Dear Alice,

How do I drink moderately in social situations?

Dear Reader,

Limiting your alcohol intake may require a bit of personal reflection and social navigation, especially in situations where it feels like everyone around you is asking for one more round. However, if you choose to drink, moderate or lower-risk drinking is an approach to consuming alcohol which may minimize negative side effects and make you feel better about the experience. This is defined by the Dietary Guidelines for Americans as up to one drink per day for women and up to two drinks per day for men. Based on your question, it may be helpful to explore why you may want to practice moderation in a social setting. It’s best to first take some time to explore the reason(s) you may be concerned about their consumption. Some questions to consider include:  

  • Are you stressed and looking to alcohol for relief?
  • Do you feel as if you have trouble stopping drinking once you start?
  • Does alcohol addiction run in your family?

If any of these ring true for you, it may be worth exploring your relationship with alcohol further with a mental health professional or health care provider. However, if social pressure is indeed your primary concern, it may be helpful to practice how to casually, yet firmly, say no when turning down offers of alcohol in social situations so that you feel more capable and confident in your choice to use alcohol moderately. But first, understanding the statistics behind drinking behaviors may help you reframe the pressure you feel to drink in social settings.

Although hard to believe, it’s likely that your peers often drink moderately, if they drink at all. In fact, it’s a common misconception that people think others are drinking more than they actually are and there’s research to back that up. Among college students, according to the Spring 2019 National College Health Association’s American College Health Assessment, undergraduate and graduate students at almost 100 different colleges and universities believed that 93 percent of their peers used alcohol in the past 30 days. The study found that in reality, just over 58 percent of students reporting using alcohol in the past 30 days — that’s quite a difference! More shocking perhaps is that one in four students reported never having an alcoholic beverage, while it was perceived by students that more than 95 percent of their peers had tried alcohol at least once. Additional data from the 2018 National Survey on Drug Use and Health found that over 55 percent of all adults aged 18 and over in the United States (not just college students) report drinking alcohol in the past 30 days. Of those that are drinking, more than 70 percent are drinking four or fewer drinks during a given occasion. All this to say, Reader, the knowledge that others are probably consuming alcohol in a low-risk manner (or not at all) might make it easier to do so yourself.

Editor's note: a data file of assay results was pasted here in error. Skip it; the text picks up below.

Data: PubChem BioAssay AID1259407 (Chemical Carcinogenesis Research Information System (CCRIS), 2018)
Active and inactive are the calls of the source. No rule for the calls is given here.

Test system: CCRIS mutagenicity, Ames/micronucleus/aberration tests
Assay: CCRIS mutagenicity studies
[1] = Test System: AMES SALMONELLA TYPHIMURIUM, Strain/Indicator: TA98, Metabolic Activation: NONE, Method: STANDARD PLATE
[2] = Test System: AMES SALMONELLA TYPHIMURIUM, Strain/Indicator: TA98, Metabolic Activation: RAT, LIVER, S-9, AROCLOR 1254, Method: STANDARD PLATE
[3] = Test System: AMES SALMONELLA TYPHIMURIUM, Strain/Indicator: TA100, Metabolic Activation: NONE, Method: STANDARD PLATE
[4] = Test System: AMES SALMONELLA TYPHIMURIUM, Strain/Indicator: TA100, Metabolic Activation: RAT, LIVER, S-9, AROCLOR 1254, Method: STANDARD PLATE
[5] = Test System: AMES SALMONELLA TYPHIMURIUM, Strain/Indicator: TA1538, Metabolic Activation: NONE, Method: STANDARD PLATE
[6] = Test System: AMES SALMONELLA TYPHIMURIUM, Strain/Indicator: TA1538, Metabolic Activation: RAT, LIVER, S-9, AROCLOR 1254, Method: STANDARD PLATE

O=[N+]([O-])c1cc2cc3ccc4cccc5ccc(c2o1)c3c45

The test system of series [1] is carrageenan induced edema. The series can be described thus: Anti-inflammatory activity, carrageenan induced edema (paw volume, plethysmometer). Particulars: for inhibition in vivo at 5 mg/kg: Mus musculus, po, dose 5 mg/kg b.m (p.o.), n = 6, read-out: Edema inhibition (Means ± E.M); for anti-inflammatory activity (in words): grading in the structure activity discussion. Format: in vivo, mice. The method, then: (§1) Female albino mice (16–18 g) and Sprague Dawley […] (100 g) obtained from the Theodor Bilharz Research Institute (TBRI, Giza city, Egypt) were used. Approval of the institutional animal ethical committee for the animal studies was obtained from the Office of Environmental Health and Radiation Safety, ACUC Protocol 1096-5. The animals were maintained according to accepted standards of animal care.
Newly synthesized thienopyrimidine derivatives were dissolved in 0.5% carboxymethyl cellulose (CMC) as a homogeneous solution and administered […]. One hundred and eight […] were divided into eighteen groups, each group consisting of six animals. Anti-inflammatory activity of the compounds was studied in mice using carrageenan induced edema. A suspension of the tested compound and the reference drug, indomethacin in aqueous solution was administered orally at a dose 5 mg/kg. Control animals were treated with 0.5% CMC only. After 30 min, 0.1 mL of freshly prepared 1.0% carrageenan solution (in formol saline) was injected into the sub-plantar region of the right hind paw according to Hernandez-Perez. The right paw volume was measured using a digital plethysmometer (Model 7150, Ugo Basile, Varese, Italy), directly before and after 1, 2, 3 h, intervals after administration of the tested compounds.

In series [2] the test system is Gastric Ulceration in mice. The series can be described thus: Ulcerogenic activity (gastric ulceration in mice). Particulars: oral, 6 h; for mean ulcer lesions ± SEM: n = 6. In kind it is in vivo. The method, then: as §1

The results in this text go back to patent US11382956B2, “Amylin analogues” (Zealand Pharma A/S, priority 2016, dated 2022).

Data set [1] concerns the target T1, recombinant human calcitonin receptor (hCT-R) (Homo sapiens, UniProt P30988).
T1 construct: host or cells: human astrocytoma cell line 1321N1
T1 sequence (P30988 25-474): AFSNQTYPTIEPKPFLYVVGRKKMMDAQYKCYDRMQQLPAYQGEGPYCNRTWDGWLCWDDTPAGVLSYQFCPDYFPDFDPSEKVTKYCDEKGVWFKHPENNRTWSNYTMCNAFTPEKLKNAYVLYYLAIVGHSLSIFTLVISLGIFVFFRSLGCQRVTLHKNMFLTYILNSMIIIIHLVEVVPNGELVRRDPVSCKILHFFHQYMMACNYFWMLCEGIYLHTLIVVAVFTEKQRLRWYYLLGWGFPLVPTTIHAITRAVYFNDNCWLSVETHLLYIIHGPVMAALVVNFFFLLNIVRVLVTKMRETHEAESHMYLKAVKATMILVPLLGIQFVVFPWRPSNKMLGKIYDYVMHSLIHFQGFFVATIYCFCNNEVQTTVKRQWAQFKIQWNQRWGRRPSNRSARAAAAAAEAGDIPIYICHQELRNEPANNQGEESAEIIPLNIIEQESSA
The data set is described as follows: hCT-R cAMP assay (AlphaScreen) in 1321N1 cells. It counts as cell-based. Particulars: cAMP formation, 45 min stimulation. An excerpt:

In addition to strategies about limiting and pacing your alcohol consumption (found in related Q&As Hangover helper and tips for healthy drinking and How can I be a responsible guest while drinking?), a great skill to develop is how to confidently decline offers of more alcohol without feeling uncomfortable. The National Institute on Alcohol Abuse and Alcoholism (NIAAA) offers suggestions for how to prepare yourself in advance to say no when you’re ready to stop or slow down your drinking:

  • You don’t have to give an explanation when you say, “No, thanks.” Being polite yet clear in your “no” will keep the tone light while showing you're serious about your answer. Hesitating or searching for an excuse might just give someone else an opportunity to try to persuade you. You don’t owe anyone an explanation. If, when, and how much you drink is completely up to you.
  • Repeat your clear and simple refusal if anyone keeps trying to convince you. Hopefully, they will get the message that this is not up for discussion. If not, you might consider if these are the people who will help you reach your goals.
  • Come up with a little script for yourself so you’ll know exactly what to say in the moment. Practicing in advance how you will say no in a friendly but resolute way may help you feel more at ease in the moment.

Although there are general guidelines about alcohol quantity consumption to help reduce risk, specific recommendations can vary from person to person. For more details on factors that shape how much alcohol can be tolerated by an individual and how alcohol affects the body, you can visit the Centers for Disease Control and Prevention (CDC) webpage FAQs on Alcohol. The NIAAA’s Rethinking Drinking website may also help you think more critically about how you use alcohol. If you try these strategies and are still concerned about your drinking behavior, it might be best to speak to someone about it such as a health care provider, a mental health professional, or substance abuse counselor.  

Preparing in advance to keep your drinking to a moderate level in social situations — as you are clearly doing — is a great first step in actually making it happen! Cheers to that!

Alice!

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